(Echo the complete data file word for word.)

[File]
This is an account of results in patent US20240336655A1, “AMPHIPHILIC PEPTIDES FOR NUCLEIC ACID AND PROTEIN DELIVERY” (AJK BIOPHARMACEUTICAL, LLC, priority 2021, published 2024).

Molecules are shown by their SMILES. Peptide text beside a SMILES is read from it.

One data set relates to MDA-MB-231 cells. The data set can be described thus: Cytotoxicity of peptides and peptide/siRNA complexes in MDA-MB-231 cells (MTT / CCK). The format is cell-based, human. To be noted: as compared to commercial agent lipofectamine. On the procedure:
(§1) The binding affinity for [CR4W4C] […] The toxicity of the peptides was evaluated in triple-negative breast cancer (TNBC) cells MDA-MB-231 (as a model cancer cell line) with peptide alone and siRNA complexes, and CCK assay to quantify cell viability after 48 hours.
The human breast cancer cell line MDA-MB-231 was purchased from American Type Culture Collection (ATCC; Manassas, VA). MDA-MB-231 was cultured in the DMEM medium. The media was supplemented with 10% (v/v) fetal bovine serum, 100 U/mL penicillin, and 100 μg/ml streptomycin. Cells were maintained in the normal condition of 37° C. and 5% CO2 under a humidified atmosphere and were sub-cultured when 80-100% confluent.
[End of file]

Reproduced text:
This is an account of results in patent US20240336655A1, “AMPHIPHILIC PEPTIDES FOR NUCLEIC ACID AND PROTEIN DELIVERY” (AJK BIOPHARMACEUTICAL, LLC, priority 2021, published 2024).

Molecules are shown by their SMILES. Peptide text beside a SMILES is read from it.

One data set relates to MDA-MB-231 cells. The data set can be described thus: Cytotoxicity of peptides and peptide/siRNA complexes in MDA-MB-231 cells (MTT / CCK). The format is cell-based, human. To be noted: as compared to commercial agent lipofectamine. On the procedure:
(§1) The binding affinity for [CR4W4C] […] The toxicity of the peptides was evaluated in triple-negative breast cancer (TNBC) cells MDA-MB-231 (as a model cancer cell line) with peptide alone and siRNA complexes, and CCK assay to quantify cell viability after 48 hours.
The human breast cancer cell line MDA-MB-231 was purchased from American Type Culture Collection (ATCC; Manassas, VA). MDA-MB-231 was cultured in the DMEM medium. The media was supplemented with 10% (v/v) fetal bovine serum, 100 U/mL penicillin, and 100 μg/ml streptomycin. Cells were maintained in the normal condition of 37° C. and 5% CO2 under a humidified atmosphere and were sub-cultured when 80-100% confluent.